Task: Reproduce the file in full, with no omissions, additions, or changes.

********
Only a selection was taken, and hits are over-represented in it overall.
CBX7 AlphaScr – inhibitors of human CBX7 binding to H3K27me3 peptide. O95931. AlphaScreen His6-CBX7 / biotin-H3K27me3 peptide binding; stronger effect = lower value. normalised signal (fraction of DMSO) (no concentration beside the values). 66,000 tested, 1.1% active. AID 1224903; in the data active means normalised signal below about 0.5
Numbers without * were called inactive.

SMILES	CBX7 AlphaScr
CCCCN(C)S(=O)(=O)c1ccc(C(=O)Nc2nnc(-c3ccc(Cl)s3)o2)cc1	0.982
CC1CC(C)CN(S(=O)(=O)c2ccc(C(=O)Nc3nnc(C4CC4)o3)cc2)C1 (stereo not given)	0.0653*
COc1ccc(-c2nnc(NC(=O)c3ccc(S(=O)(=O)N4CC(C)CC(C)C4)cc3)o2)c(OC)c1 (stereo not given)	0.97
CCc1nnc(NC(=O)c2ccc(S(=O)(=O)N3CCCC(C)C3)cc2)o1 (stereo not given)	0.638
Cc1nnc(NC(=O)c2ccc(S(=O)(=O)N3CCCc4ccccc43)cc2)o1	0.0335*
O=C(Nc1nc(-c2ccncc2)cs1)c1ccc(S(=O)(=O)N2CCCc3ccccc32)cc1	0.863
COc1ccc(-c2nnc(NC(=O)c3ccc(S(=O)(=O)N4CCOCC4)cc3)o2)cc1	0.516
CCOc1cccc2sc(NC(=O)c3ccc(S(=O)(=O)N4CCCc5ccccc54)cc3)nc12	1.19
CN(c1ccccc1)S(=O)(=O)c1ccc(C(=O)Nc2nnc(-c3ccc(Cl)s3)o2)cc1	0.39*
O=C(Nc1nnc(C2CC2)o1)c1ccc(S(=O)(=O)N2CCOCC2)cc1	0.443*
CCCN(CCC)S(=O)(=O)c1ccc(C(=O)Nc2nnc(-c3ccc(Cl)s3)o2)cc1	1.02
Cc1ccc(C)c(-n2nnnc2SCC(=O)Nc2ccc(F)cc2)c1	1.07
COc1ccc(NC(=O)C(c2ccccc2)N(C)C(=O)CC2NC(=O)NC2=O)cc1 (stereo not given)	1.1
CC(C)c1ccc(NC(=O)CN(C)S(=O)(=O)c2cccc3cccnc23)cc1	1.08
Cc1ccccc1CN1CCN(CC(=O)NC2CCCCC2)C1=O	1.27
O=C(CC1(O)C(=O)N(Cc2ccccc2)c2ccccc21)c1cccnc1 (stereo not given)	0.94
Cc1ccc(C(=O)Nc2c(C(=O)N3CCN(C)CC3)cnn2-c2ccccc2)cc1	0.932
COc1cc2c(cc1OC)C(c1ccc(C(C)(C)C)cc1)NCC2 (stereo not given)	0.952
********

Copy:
Only a selection was taken, and hits are over-represented in it overall.
CBX7 AlphaScr – inhibitors of human CBX7 binding to H3K27me3 peptide. O95931. AlphaScreen His6-CBX7 / biotin-H3K27me3 peptide binding; stronger effect = lower value. normalised signal (fraction of DMSO) (no concentration beside the values). 66,000 tested, 1.1% active. AID 1224903; in the data active means normalised signal below about 0.5
Numbers without * were called inactive.

SMILES	CBX7 AlphaScr
CCCCN(C)S(=O)(=O)c1ccc(C(=O)Nc2nnc(-c3ccc(Cl)s3)o2)cc1	0.982
CC1CC(C)CN(S(=O)(=O)c2ccc(C(=O)Nc3nnc(C4CC4)o3)cc2)C1 (stereo not given)	0.0653*
COc1ccc(-c2nnc(NC(=O)c3ccc(S(=O)(=O)N4CC(C)CC(C)C4)cc3)o2)c(OC)c1 (stereo not given)	0.97
CCc1nnc(NC(=O)c2ccc(S(=O)(=O)N3CCCC(C)C3)cc2)o1 (stereo not given)	0.638
Cc1nnc(NC(=O)c2ccc(S(=O)(=O)N3CCCc4ccccc43)cc2)o1	0.0335*
O=C(Nc1nc(-c2ccncc2)cs1)c1ccc(S(=O)(=O)N2CCCc3ccccc32)cc1	0.863
COc1ccc(-c2nnc(NC(=O)c3ccc(S(=O)(=O)N4CCOCC4)cc3)o2)cc1	0.516
CCOc1cccc2sc(NC(=O)c3ccc(S(=O)(=O)N4CCCc5ccccc54)cc3)nc12	1.19
CN(c1ccccc1)S(=O)(=O)c1ccc(C(=O)Nc2nnc(-c3ccc(Cl)s3)o2)cc1	0.39*
O=C(Nc1nnc(C2CC2)o1)c1ccc(S(=O)(=O)N2CCOCC2)cc1	0.443*
CCCN(CCC)S(=O)(=O)c1ccc(C(=O)Nc2nnc(-c3ccc(Cl)s3)o2)cc1	1.02
Cc1ccc(C)c(-n2nnnc2SCC(=O)Nc2ccc(F)cc2)c1	1.07
COc1ccc(NC(=O)C(c2ccccc2)N(C)C(=O)CC2NC(=O)NC2=O)cc1 (stereo not given)	1.1
CC(C)c1ccc(NC(=O)CN(C)S(=O)(=O)c2cccc3cccnc23)cc1	1.08
Cc1ccccc1CN1CCN(CC(=O)NC2CCCCC2)C1=O	1.27
O=C(CC1(O)C(=O)N(Cc2ccccc2)c2ccccc21)c1cccnc1 (stereo not given)	0.94
Cc1ccc(C(=O)Nc2c(C(=O)N3CCN(C)CC3)cnn2-c2ccccc2)cc1	0.932
COc1cc2c(cc1OC)C(c1ccc(C(C)(C)C)cc1)NCC2 (stereo not given)	0.952